The Chinese regime had a field day pushing anti-American propaganda in the aftermath of high-level diplomatic talks between the two countries.
On July 26, U.S. Deputy Secretary of State Wendy Sherman met separately with Chinese Foreign Minister Wang Yi and his deputy Xie Feng in the Chinese port city of Tianjin. Beijing’s confrontational manner, dubbed “wolf warrior” diplomacy, was on full display, with the two officials leveling a range of accusations about the United States’ alleged “wrongdoings,” according to statements emerging from the meetings.
Xie accused the United States of setting Beijing up as an “imaginary enemy” to reignite its own “sense of national purpose.”
Meanwhile, Wang demanded that the United States not cross the regime’s “three bottom lines”—Xinjiang, Tibet, and Hong Kong—claiming that the three issues had “nothing to do with human rights or democracy.”
The communist regime’s abuses in Xinjiang and Hong Kong are just one area of focus for the Biden administration, which has sought to rally allies to push back against Beijing’s various transgressions, from its state-sanctioned cyber espionage to its military activities in the South China Sea. These concerns were raised by Sherman during the talks.
The Tianjin talks echoed the brazen tone set by Chinese officials during the first high-level meeting under the Biden administration in Alaska in March. In a public tirade, the regime’s top foreign policy official Yang Jiechi dressed down Secretary of State Antony Blinken and national security adviser Jake Sullivan over what he described as the United States’ poor treatment of minorities and struggling democracy.
Xie also handed Sherman two lists of Beijing’s concerns and demands, including requests to remove U.S. sanctions against Chinese officials and entities.
For Beijing, the Tianjin talks were never about sincere engagement with the United States, according to China expert Gordon Chang.
“China used the meeting with Deputy Secretary of State Wendy Sherman like it used the March meeting in Anchorage—not to work with the Biden administration, but to launch a hostile propaganda campaign against America,” Chang told The Epoch Times in an email.
“[Chinese leader] Xi Jinping no longer wants to accommodate others or compromise with them, even Americans. Xi’s China lectures, dictates, and demands.”
State-run media outlets were quick to promote Xie’s aggressive comments in social media posts, setting the narrative that the regime was standing up to an “arrogant” United States.
In a July 26 editorial, hawkish state-run newspaper Global Times heaped praise on the officials’ performance.
“We must make the American people more and more aware of how stupid they are to forcibly shape China into a strategic opponent,” it stated.
A day later, the paper published an op-ed defending the regime’s “wolf warrior” diplomacy by quoting a Chinese professor.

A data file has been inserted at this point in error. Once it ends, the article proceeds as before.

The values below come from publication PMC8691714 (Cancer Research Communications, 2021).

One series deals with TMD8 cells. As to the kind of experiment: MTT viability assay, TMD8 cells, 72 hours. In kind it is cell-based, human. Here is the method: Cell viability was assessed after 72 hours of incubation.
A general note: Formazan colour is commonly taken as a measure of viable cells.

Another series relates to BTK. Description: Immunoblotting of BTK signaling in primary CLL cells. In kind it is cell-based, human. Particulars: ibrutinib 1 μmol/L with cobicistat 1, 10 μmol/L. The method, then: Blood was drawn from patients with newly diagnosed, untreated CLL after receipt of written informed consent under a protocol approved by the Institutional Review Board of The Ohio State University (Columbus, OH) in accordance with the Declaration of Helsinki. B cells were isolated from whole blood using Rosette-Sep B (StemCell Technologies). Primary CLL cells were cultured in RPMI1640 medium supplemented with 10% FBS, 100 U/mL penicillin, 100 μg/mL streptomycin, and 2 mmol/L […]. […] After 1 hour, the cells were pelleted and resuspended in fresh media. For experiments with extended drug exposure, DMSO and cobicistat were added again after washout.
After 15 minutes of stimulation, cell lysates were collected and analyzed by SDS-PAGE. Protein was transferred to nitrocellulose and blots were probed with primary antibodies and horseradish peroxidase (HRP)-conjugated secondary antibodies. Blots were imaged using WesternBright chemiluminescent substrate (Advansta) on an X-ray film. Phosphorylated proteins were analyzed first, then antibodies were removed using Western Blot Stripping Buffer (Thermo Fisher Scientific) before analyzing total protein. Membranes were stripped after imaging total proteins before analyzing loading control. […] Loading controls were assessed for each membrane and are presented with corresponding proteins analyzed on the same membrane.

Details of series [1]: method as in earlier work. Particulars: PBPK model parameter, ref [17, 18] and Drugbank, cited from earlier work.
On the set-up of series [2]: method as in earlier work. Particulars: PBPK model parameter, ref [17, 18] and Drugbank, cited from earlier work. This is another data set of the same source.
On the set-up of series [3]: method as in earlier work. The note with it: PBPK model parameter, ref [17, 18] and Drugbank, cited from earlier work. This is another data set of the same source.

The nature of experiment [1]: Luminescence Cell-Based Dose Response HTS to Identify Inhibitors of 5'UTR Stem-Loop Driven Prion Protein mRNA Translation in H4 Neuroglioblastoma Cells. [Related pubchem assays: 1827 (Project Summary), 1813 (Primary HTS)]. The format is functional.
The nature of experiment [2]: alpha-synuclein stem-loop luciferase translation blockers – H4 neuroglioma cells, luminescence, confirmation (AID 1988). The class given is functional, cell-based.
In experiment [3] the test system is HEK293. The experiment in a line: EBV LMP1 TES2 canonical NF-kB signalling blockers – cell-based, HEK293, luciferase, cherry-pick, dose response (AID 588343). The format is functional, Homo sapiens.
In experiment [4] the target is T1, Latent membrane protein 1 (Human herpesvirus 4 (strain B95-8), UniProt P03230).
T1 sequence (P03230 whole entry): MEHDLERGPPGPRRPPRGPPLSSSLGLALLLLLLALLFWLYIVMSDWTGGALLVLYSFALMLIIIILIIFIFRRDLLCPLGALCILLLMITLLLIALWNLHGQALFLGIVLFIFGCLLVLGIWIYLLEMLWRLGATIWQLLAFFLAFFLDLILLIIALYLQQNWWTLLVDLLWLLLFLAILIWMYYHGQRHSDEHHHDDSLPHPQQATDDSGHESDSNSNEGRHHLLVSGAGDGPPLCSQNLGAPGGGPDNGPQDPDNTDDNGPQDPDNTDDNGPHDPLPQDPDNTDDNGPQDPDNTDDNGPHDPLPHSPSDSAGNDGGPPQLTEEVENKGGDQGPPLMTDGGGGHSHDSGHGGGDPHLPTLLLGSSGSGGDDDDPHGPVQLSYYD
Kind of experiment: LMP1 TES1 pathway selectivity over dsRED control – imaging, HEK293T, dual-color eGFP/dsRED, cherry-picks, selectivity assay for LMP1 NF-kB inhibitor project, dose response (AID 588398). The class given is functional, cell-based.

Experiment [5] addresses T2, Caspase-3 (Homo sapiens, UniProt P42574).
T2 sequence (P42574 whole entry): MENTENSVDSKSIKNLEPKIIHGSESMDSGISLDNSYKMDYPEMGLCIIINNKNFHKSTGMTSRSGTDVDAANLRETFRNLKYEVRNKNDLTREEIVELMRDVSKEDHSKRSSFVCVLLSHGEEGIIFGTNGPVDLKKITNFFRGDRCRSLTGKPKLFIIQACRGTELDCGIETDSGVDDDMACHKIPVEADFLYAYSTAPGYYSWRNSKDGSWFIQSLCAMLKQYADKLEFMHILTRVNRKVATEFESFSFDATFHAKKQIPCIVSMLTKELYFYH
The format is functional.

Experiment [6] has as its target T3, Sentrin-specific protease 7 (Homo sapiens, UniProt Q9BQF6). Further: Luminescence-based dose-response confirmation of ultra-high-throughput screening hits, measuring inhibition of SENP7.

“We are used to being lectured by the West and by the Western media. I think now it’s time for the West to get a bit used to Chinese lecturing back. This lecturing-back is now described as wolf whatever-like diplomacy. I think it’s time for you too, to experience what we experienced in the past,” professor Zhang Weiwei, director of the China Institute of Fudan University, told the outlet.
State-run China Daily ran an editorial gloating that “Sherman will not return home empty-handed” since Beijing gave her the two lists.
Other local media articles framed the engagements as Sherman getting “schooled” by Chinese officials. One video by a provincial state-run broadcaster had the headline, “How strong is China’s energy field now? In front of the entire world, Xie Feng fiercely scolds Sherman.”
The Chinese Communist Party (CCP) has no choice but to continue its aggressive stance toward the United States, according to Ming Chu-cheng, emeritus professor in the Department of Political Science at the National Taiwan University.
Beijing fears that if Chinese officials keep a low profile in these talks, negotiations will tilt heavily in favor of the United States, he said.
“Taking a hard stance means that these officials can show the Chinese people how they dare to challenge the United States, they will not bow in front of the United States, and subsequently these officials are qualified to lead the country,” Ming told The Epoch Times.
Days before Sherman’s visit, the CCP placed retaliatory sanctions on former U.S. Commerce Secretary Wilbur Ross and other Americans in response to the Biden administration’s sanctions targeting Beijing officials involved in suppressing freedoms in Hong Kong.
Caving to the United States’ demands would also hurt Xi Jinping ahead of the all-important 20th National People’s Congress next year, putting him in a difficult position to either name his successor or seek a new five-year term, Ming said.
He said the CCP wasn’t in a hurry to resolve bilateral issues in these talks because it sees itself in a better position to negotiate if the United States struggles domestically to contain the spread of the CCP virus.
Hu Ping, a New York-based dissident and chief editor of the Chinese political magazine Beijing Spring, dismissed Xie’s accusations against the United States as “laughable.”
Rather than being an “imaginary enemy,” as alleged by Xie, the CCP is in fact “not only a huge threat to the Chinese people, but the same to America and the entire world,” Hu said.
“So it’s only reasonable that the international society and the United States stay on high alert toward the one-party-ruled China and the Chinese government.”
For Chang, author of “The Coming Collapse of China,” these talks indicate that engagement with the regime is a dead end.
“It’s way past time the Biden team stop meeting with Beijing,” Chang said.
“Why should we put up with this arrogance? Stop talking, start acting. We need to begin defending ourselves in earnest.”
Luo Ya and Cathy He contributed to this report.